Even though his presidential campaign is over, Sen. Ted Cruz (R-TX) is still leading the fight for liberty in the Senate, as he hammered President Barack Obama on Thursday for allowing the Internet to soon be under foreign jurisdiction.
In a speech on the Senate floor, Cruz slammed Obama’s proposal as “a significant threat to our freedom.”
“From the very first days of the internet, when it was developed here in America, the United States government has maintained its core functions to ensure equal access for everyone with no censorship,” Cruz said. “The government role isn’t to monitor what we say, it isn’t to censor what we say, it is simply to ensure that it works—that when you type in a website, it actually goes to that website and not somewhere else. And yet, that can change.”
Cruz highlighted the fact that at the end of the month, Obama’s proposal will cause the Internet to be under control of the Internet Corporation for Assigned Names and Numbers (ICANN), which would likely fall under international jurisdiction and allow “countries like China, Russia, and Iran” to have control over the Internet.
“Imagine searching the internet and instead of seeing your standard search results, you see a disclaimer that the information you were searching for is censored. It is not consistent with the standards of this new international body, it does not meet their approval,” Cruz said. “Now, if you’re in China, that situation could well come with the threat of arrest for daring to merely search for such a thing that didn’t meet the approval of the censors. Thankfully, that doesn’t happen in America, but giving control of the internet to an international body with Russia, and China, and Iran having power over it could lead to precisely that threat, and it’s going to take Congress acting affirmatively to stop it.”
The senator pointed to former ICANN CEO Fadi Chehadé, who provided inside information to the Chinese government after he left his position at the organization, which is troubling given China’s hostility to free speech. Additionally, ICANN is already showing signs that they’re considering going under international jurisdiction, further signs of likely censorship under Obama’s proposal
Cruz also pointed out that such a move would undermine national security.
“Congress has received no assurances from the Obama administration that the U.S. government will continue to have exclusive ownership and control of the .gov and .mil top-level domains in perpetuity, which are vital to our national security,” Cruz said. “The Department of Defense, the Army, the Navy, the Air Force, the Marines all use the .mil top-level domain. The White House, the CIA, the FBI, the Department of Homeland Security all use .gov.”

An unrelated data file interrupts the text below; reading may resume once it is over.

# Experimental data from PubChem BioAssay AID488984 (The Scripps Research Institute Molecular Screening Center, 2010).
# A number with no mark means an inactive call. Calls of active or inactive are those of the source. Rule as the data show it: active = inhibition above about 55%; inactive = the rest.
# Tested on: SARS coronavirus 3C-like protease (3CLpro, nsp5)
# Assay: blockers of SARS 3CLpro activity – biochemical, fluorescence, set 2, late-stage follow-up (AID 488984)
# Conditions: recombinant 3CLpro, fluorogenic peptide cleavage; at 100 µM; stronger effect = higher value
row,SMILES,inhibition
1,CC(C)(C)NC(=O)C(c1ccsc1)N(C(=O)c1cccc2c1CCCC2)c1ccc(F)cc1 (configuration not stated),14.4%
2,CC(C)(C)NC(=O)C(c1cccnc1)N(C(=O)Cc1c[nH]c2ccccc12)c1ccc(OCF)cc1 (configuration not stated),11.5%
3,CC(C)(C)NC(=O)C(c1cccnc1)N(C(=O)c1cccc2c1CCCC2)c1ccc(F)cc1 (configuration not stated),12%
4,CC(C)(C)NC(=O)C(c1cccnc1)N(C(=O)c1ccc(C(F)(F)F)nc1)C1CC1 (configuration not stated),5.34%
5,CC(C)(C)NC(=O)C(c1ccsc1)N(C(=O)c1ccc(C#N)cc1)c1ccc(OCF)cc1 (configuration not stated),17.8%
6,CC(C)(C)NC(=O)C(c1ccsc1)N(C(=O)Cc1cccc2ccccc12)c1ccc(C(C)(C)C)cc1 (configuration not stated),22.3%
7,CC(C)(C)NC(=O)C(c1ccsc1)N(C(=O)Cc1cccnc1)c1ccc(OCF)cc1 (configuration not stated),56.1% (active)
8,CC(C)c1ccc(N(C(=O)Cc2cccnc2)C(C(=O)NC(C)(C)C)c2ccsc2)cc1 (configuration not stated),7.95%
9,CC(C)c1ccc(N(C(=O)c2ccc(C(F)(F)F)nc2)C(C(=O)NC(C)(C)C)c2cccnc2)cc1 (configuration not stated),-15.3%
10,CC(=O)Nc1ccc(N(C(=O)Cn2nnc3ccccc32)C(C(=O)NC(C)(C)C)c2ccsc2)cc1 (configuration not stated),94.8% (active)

Cruz continued, “The only assurance ICANN has provided the federal government regarding .gov and .mil is that ICANN will notify the government in the future if it decides to give .gov and .mil to another entity. So if someone is going to the IRS, or what you think is the IRS, and you’re comforted that it’s on a .gov website so that you know it must be safe, you may instead find yourself victims of a foreign scam, a phishing scam, some other means of fraud with no basic protections.”
The senator then addressed those who argue that Obama’s proposal wouldn’t result in censorship, noting that websites like Facebook, Twitter and YouTube told the European Union they would suppress “hate speech,” and socially conservative organizations like the Family Research Institute would fall under Human Rights Campaign (HRC)’s definition of hate speech. The HRC “is active within ICANN.”
“We are facing the real possibility of an international body having the ability to censor political speech if it is contrary to the norms they intend to enforce,” Cruz said. “In their view, it is hate to express a view different from whatever the prevailing orthodoxy is being enforced.”
Cruz called on Congress to pass the “Protecting Internet Freedom Act” he co-sponsored with Rep. Sean Duffy (R-WI) to stop Obama’s proposal before it’s too late, especially since he doesn’t have the authority to do so without Congress’s approval.
“I urge my colleagues on both sides of the aisle to come together, to stand together and ensure that we protect freedom of the internet for generations to come,” Cruz said. “It is not too late to act, and I am encouraged by the leadership of members of both houses of Congress to stand up and protect freedom of the internet going forward.”
For a primer on Obama ceding control of the Internet, read The Daily Wire‘s piece on it here.